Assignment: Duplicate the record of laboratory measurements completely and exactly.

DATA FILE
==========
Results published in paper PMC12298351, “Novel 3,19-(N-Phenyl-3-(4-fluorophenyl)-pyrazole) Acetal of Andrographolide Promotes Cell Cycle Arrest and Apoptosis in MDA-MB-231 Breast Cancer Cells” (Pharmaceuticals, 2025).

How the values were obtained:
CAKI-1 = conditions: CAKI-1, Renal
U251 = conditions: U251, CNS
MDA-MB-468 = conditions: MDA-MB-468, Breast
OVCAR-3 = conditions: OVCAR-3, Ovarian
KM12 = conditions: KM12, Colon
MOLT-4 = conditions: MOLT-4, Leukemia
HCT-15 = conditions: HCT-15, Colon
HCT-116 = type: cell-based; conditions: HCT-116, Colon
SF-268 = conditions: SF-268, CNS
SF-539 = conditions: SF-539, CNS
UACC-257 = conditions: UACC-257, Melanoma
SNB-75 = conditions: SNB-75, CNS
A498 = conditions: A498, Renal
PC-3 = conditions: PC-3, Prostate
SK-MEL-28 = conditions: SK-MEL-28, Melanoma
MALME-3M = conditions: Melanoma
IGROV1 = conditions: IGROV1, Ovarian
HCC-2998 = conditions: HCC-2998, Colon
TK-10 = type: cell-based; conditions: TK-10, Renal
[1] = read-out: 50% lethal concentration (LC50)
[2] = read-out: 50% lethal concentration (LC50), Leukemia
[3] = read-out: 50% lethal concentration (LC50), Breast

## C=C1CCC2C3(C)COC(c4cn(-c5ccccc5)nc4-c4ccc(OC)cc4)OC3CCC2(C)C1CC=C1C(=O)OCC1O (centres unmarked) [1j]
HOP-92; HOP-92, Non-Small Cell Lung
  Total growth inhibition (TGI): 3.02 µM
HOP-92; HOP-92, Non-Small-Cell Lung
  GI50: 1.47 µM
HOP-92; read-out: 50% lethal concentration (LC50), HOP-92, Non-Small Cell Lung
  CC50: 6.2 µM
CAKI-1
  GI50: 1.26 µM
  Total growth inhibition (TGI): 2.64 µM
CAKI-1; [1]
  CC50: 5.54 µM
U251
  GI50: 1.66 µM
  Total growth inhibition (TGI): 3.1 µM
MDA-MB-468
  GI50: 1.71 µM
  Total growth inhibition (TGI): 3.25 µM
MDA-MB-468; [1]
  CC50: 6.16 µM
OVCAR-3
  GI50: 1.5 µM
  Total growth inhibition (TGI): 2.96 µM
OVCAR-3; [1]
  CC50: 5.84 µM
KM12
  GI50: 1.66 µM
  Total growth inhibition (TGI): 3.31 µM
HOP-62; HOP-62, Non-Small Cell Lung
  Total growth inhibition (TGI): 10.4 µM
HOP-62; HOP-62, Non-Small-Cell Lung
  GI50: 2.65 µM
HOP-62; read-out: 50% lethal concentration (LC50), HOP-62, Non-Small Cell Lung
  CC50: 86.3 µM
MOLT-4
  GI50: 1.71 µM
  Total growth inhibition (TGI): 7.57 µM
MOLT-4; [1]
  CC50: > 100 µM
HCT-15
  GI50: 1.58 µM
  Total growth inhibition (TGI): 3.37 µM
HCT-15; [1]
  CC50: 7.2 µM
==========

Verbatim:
Results published in paper PMC12298351, “Novel 3,19-(N-Phenyl-3-(4-fluorophenyl)-pyrazole) Acetal of Andrographolide Promotes Cell Cycle Arrest and Apoptosis in MDA-MB-231 Breast Cancer Cells” (Pharmaceuticals, 2025).

How the values were obtained:
CAKI-1 = conditions: CAKI-1, Renal
U251 = conditions: U251, CNS
MDA-MB-468 = conditions: MDA-MB-468, Breast
OVCAR-3 = conditions: OVCAR-3, Ovarian
KM12 = conditions: KM12, Colon
MOLT-4 = conditions: MOLT-4, Leukemia
HCT-15 = conditions: HCT-15, Colon
HCT-116 = type: cell-based; conditions: HCT-116, Colon
SF-268 = conditions: SF-268, CNS
SF-539 = conditions: SF-539, CNS
UACC-257 = conditions: UACC-257, Melanoma
SNB-75 = conditions: SNB-75, CNS
A498 = conditions: A498, Renal
PC-3 = conditions: PC-3, Prostate
SK-MEL-28 = conditions: SK-MEL-28, Melanoma
MALME-3M = conditions: Melanoma
IGROV1 = conditions: IGROV1, Ovarian
HCC-2998 = conditions: HCC-2998, Colon
TK-10 = type: cell-based; conditions: TK-10, Renal
[1] = read-out: 50% lethal concentration (LC50)
[2] = read-out: 50% lethal concentration (LC50), Leukemia
[3] = read-out: 50% lethal concentration (LC50), Breast

## C=C1CCC2C3(C)COC(c4cn(-c5ccccc5)nc4-c4ccc(OC)cc4)OC3CCC2(C)C1CC=C1C(=O)OCC1O (centres unmarked) [1j]
HOP-92; HOP-92, Non-Small Cell Lung
  Total growth inhibition (TGI): 3.02 µM
HOP-92; HOP-92, Non-Small-Cell Lung
  GI50: 1.47 µM
HOP-92; read-out: 50% lethal concentration (LC50), HOP-92, Non-Small Cell Lung
  CC50: 6.2 µM
CAKI-1
  GI50: 1.26 µM
  Total growth inhibition (TGI): 2.64 µM
CAKI-1; [1]
  CC50: 5.54 µM
U251
  GI50: 1.66 µM
  Total growth inhibition (TGI): 3.1 µM
MDA-MB-468
  GI50: 1.71 µM
  Total growth inhibition (TGI): 3.25 µM
MDA-MB-468; [1]
  CC50: 6.16 µM
OVCAR-3
  GI50: 1.5 µM
  Total growth inhibition (TGI): 2.96 µM
OVCAR-3; [1]
  CC50: 5.84 µM
KM12
  GI50: 1.66 µM
  Total growth inhibition (TGI): 3.31 µM
HOP-62; HOP-62, Non-Small Cell Lung
  Total growth inhibition (TGI): 10.4 µM
HOP-62; HOP-62, Non-Small-Cell Lung
  GI50: 2.65 µM
HOP-62; read-out: 50% lethal concentration (LC50), HOP-62, Non-Small Cell Lung
  CC50: 86.3 µM
MOLT-4
  GI50: 1.71 µM
  Total growth inhibition (TGI): 7.57 µM
MOLT-4; [1]
  CC50: > 100 µM
HCT-15
  GI50: 1.58 µM
  Total growth inhibition (TGI): 3.37 µM
HCT-15; [1]
  CC50: 7.2 µM